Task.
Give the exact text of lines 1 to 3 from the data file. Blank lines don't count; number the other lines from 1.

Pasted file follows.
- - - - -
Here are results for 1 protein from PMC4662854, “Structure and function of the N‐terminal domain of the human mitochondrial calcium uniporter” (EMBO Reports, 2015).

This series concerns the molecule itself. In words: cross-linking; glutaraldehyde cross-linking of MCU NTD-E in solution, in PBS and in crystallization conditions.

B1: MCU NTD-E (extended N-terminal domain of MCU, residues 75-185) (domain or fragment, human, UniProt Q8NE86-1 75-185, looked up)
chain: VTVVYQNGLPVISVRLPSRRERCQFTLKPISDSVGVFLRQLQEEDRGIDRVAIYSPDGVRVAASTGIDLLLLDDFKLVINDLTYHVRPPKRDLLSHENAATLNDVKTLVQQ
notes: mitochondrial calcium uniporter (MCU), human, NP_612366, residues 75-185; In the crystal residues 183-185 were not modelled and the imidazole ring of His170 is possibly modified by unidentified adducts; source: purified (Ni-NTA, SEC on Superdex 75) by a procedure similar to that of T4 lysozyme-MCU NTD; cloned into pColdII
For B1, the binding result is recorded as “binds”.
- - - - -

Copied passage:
Here are results for 1 protein from PMC4662854, “Structure and function of the N‐terminal domain of the human mitochondrial calcium uniporter” (EMBO Reports, 2015).

This series concerns the molecule itself. In words: cross-linking; glutaraldehyde cross-linking of MCU NTD-E in solution, in PBS and in crystallization conditions.

B1: MCU NTD-E (extended N-terminal domain of MCU, residues 75-185) (domain or fragment, human, UniProt Q8NE86-1 75-185, looked up)